How to Fund Your Family Owned Business
When you're a family-owned business and looking to stay that way, your funding options are somewhat limited. But there are small business funding sources available for entrepreneurs.
Angel investors and venture capitalists typically want to put their money in companies that will eventually be sold or go public, so if you're planning to hold on to the business for generations to come, you need to look elsewhere.
Ordinarily, a bank loan is a good option, but the economic downturn left many small businesses with damaged credit ratings or severed bank relationships due to bank closures. In better times, a strong relationship with your banker will help you land the loan or credit line you need.
What can you do if your family-owned business needs money? Try these alternative small business funding options.
- Ask your franchisor. If your family owns a franchise business, check with your franchisor to see if it has any financing deals. Franchisors may offer help with equipment financing, store remodels, and new store openings.
- Ask your vendors. If you're paying cash for merchandise, see if you can negotiate terms for 30 or 60 days instead. This keeps your company's money in your pocket longer and gives you time to sell your goods and pay the vendor with customers' money instead of your own.
- Get a UBLOC. That stands for an unsecured business line of credit. Many lenders offer these loans up to about $100,000. Rates will be higher than with a Small Business Administration-backed loan, but approval usually involves less red tape and can be done in a couple of days.
- Try microlenders. Microcredit is a less well known small business funding source that first became popular as a tool to help Third World bootstrappers, but it's gone mainstream since then. There are many microlenders, including Accion and Kiva, that are offering loans of $35,000 or less to U.S. businesses. If you qualify, interest rates are usually fairly reasonable.
- Try a peer loan. Peer lending sites such as Prosper.com or Lending Club allow you to borrow up to $25,000 -- if you can convince individual investors registered at the site to put up the money. Interested parties can put in small amounts -- usually $50 or $100 apiece -- until the full loan amount is covered. Interest rates tend to be moderate to high, depending on your credit rating and the strength of your pitch.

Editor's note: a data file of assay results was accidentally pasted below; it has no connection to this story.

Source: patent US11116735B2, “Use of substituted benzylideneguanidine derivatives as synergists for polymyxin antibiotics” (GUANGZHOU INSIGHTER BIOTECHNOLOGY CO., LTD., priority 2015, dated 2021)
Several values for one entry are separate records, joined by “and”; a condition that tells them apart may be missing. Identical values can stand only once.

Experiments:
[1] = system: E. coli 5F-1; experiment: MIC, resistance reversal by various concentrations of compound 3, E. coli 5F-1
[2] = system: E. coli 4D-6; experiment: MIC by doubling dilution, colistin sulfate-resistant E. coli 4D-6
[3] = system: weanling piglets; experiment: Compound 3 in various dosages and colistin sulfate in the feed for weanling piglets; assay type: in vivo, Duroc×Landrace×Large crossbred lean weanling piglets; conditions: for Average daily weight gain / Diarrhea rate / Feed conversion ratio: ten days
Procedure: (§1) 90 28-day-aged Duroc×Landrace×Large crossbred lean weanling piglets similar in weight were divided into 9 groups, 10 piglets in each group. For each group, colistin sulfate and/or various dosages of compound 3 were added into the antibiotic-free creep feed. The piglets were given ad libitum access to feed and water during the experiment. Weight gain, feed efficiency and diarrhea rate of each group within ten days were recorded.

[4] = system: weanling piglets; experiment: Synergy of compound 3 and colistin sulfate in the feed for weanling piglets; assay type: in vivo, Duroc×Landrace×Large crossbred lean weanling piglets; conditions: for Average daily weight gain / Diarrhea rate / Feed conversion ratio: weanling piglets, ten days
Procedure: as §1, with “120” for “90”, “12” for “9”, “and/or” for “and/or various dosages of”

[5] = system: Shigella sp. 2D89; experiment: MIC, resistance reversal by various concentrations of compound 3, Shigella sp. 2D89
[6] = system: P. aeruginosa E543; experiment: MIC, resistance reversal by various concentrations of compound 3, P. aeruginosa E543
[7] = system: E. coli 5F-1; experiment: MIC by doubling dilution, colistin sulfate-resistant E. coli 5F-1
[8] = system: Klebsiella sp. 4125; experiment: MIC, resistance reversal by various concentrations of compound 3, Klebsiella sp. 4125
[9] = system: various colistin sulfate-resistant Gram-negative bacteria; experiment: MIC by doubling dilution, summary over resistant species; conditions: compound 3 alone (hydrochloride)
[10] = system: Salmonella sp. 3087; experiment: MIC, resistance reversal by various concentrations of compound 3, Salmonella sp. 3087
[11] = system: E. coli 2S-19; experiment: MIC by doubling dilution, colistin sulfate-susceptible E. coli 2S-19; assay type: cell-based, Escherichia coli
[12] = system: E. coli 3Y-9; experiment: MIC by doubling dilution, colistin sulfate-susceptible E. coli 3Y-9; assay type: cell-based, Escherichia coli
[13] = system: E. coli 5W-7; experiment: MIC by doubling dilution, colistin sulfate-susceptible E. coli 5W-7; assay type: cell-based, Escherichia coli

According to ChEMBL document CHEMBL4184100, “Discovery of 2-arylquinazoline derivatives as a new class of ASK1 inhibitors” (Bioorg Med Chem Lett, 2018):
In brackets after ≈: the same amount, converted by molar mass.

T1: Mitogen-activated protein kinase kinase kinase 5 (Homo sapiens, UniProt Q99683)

- Liquidate assets. If you have unused items, from surplus business equipment to a boat that's sitting unused in your backyard, you can sell these assets to generate quick cash.
- Sell your receivables. If you need money to pay business bills right away and have customers that pay on terms, you can get cash by selling your receivables. A specialty lender in a field known as factoring will buy your receivables at a discount and pay you now. You give up some of the money you're owed but can avoid cash flow problems that tend to crop up while you wait for payments.
- Get a purchase-order loan. If you have a big order from a major customer such as a government agency or a national retail chain, you can get a loan for money needed to make and ship the goods your customer has ordered. Fees are substantial, but PO loans can help your business land big new accounts that it wouldn't otherwise have the cash flow to fulfill.
- Turn to family and friends. They're listed last because most financial advisors strongly caution against borrowing from relatives. If you run into trouble and can't repay as planned, it makes for some tense family reunions.
Finding small business funding resources may require a little bit of work, but there are definitely options out there if you do your homework.
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